March 26, 2020

Washington State PTAs and COVID-19

Updated on March 26, 2020, to include summary of topics.

Updated on March 11, 2020, adding information on Childcare and Venue Rental Agreements.

This post covers the following topics: Advocating for All, Childcare, Supporting Schools, Events and Activities, Venue Rental Agreements, Virtual Meetings, Donating to Families, and Media Inquiries.

Our local PTAs and PTA councils are at the forefront of the COVID-19 disease (coronavirus) that has hit our state. Below is some advice on how best to respond as a PTA to this rapidly changing situation. Note that this is advice for and about PTAs. It does not necessarily encompass all potential scenarios as each community will have different needs and responses.  For guidance on how best to protect your health and your family, please visit the Washington State Department of Health website and the website for your local public health department.

Advocating for All

If your school or school district does shut down, local PTAs and councils can be a real help by advocating for all students’ needs. Is the school or school district addressing these issues?

  • Equity – Does every family have access to sufficient devices and internet so all students can participate in online learning?
  • Meals – Students in the free and reduced meal program will not be in buildings to receive what may be their only meals of the day, are there actions being taken to address this?
  • Special Education – If schools close but switch to online learning, how do all students continue to receive the services they are legally entitled to?


Due to licensing, insurance, and liability concerns, PTAs should not be providing childcare directly. Instead, PTAs can act as an information clearinghouse, sharing information with families about childcare options in their communities.

Supporting Schools

Communication is key to help us all through this situation. If your PTA is looking for ways to help your school, the first step is to ask the school how you can help. However, be sure to continue to follow the “rules” that limit your liability. See the Leadership Guide on Insurance on our website.

One easy way to help schools is to use the communication channels that you have in place. As an engaged parent or family member, you will want to share what you learn with others both in and outside your PTA.

Events and Activities

In consultation with their local health departments, schools and school districts are putting protocols in place to protect their students and staff. A good rule of thumb would be for a PTA to follow those same protocols. You also will want to follow any guidance provided by your local health department. (Some are recommending maximum meeting size.) If your school is shut down, postpone or cancel the event or activity. If any outside vendors were involved, explain the situation to them and ask for their help in finding a solution that meets all your needs.

Venue Rental Agreements

Each school district has different policies and regulations regarding their facility use agreements. If a school is no longer available for a PTA’s use, then negotiate new terms with the school or district. Often times they will be happy to carry credit and avoid issuing a refund. School personnel are our partners in this and usually happy to negotiate changes. Patience is warranted, though, as we navigate these uncharted waters together.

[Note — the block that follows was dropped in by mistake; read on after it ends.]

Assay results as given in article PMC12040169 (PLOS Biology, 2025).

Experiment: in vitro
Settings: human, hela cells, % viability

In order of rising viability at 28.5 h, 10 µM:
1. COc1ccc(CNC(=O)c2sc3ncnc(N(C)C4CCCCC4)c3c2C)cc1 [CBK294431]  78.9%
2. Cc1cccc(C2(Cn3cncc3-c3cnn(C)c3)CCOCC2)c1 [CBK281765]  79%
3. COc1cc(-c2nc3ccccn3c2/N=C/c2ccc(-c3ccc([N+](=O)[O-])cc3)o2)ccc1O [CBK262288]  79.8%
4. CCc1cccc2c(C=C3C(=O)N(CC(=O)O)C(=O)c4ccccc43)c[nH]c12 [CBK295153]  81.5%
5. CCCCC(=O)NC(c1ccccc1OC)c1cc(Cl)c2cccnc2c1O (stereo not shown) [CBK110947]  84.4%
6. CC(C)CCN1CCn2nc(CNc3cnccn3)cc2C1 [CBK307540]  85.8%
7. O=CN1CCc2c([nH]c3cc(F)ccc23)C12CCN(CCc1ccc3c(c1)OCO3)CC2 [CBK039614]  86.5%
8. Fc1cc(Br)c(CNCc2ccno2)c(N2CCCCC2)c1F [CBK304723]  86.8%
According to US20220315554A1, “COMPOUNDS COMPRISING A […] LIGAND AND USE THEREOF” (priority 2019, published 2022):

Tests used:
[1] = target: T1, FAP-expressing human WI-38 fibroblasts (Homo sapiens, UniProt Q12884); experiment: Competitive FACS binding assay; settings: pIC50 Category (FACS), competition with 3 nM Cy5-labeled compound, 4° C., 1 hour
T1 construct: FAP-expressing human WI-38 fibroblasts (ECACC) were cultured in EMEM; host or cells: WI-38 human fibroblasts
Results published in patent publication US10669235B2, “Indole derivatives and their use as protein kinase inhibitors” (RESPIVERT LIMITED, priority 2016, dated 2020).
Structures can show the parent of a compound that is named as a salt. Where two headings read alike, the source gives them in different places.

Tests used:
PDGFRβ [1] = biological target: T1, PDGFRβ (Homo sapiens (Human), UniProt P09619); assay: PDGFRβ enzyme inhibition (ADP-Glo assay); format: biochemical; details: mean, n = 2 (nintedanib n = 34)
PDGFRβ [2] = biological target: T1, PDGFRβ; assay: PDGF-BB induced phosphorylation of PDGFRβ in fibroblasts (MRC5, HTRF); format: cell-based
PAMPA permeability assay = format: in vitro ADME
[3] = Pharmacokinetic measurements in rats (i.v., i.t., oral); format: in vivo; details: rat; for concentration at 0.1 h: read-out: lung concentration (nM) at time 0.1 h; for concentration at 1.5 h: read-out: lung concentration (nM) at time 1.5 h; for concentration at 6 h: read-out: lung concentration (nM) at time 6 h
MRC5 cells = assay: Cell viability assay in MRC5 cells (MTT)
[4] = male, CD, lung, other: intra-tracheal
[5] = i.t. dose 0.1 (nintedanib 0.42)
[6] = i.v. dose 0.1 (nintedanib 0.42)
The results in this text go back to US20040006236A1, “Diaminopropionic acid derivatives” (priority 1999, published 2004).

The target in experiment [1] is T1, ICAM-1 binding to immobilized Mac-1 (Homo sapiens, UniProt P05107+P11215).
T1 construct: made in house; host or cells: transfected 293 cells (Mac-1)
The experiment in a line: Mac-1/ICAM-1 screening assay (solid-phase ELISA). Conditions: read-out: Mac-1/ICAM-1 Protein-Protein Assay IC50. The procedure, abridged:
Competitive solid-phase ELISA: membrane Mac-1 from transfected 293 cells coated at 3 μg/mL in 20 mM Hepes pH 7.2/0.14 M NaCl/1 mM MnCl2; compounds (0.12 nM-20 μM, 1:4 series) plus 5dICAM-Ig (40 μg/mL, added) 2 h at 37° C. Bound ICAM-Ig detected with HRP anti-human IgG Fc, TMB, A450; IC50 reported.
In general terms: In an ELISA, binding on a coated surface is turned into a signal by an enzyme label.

Virtual Meetings

Both boards of directors’ meetings and membership meetings can be held by video or audio conference calls. However, they cannot be held via a chat app or other online tools like email. The key consideration is that members must be able to both hear and respond to each other. Voting and all other normal business activities are allowed although voting should be done by roll call.

When planning a virtual meeting, it is important to consider your membership. Video conferences only work well if all participants have broadband. Likewise, most conference call services involve calling into a long-distance number.

The only other major difference is that virtual meetings can become very chaotic very quickly. The presider (president) needs to be prepared for this, requiring that attendees speak one at a time and that all discussion be focused on the agenda item at hand.

Other than this, all the regular rules apply. Take attendance, establish a quorum, and prepare minutes. Give plenty of notice – at least 10 days for membership meetings, 5 days for special board meetings. Abide by your standing rules.

If your standing rules allow for it, you can hold elections via email rather than at a meeting. There are several online survey tools that make this an easy solution. For more information on this, check out Mail, Email and Electronic Voting on the leadership guide webpage.

Donating to Families

PTA members have big hearts and are looking for ways to support families who are in need. However, per IRS regulations, it is not a good idea for PTAs to raise money and give cash directly to families. Instead, consider requesting in-kind donations of food and supplies. Ask the families what they need then ask the membership to purchase and donate the supplies. Like many churches do in times of crisis, the PTA can act as a clearinghouse of direct support.

Media Inquiries

As a PTA leader, you may be contacted by the media asking for the parents’ perspective on this situation. Please review our blog post on this time, Ten Tips for Speaking with Media, to prepare for this eventuality.

Category: Advocacy , Health & Well-being , Leadership

Back to Blog